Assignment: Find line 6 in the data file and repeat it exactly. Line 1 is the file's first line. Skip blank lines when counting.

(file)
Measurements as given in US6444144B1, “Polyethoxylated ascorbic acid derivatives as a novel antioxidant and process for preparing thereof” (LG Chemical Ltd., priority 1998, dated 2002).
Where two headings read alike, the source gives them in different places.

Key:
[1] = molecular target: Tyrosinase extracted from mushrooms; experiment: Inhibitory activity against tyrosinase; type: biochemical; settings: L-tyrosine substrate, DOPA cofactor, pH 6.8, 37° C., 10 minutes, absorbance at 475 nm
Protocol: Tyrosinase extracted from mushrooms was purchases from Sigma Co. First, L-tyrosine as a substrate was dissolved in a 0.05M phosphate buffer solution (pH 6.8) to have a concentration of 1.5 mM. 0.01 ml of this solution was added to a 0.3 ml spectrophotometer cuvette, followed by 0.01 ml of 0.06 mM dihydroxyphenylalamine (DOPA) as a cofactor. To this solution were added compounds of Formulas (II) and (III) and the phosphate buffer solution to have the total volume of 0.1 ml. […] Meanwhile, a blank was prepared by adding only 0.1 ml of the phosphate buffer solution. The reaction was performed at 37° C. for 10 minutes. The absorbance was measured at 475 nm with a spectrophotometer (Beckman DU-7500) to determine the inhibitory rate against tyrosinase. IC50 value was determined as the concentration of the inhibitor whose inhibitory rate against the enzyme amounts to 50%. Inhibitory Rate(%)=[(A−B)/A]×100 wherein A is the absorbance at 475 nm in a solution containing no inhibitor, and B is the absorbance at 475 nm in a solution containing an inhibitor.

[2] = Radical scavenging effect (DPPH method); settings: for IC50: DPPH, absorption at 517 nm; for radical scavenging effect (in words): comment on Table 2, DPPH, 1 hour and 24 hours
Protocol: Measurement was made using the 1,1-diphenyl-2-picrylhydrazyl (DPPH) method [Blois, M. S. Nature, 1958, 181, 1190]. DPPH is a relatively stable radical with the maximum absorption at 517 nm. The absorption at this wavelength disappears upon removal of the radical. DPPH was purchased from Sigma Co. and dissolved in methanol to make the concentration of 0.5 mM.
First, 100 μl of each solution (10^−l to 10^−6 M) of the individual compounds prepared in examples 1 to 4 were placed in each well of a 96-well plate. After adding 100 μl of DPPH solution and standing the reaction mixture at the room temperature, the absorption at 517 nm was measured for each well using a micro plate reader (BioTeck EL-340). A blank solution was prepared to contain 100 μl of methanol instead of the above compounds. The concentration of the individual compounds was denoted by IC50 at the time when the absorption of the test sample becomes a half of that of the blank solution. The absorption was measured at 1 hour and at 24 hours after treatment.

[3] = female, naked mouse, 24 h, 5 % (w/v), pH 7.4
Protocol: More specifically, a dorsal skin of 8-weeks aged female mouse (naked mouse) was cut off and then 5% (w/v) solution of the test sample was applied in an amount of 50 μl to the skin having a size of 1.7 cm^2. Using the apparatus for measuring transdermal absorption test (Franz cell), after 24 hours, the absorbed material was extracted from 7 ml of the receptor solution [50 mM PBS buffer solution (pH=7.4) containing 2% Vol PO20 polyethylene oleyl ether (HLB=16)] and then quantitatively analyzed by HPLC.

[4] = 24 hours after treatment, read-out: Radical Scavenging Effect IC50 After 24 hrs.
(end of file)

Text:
[2] = Radical scavenging effect (DPPH method); settings: for IC50: DPPH, absorption at 517 nm; for radical scavenging effect (in words): comment on Table 2, DPPH, 1 hour and 24 hours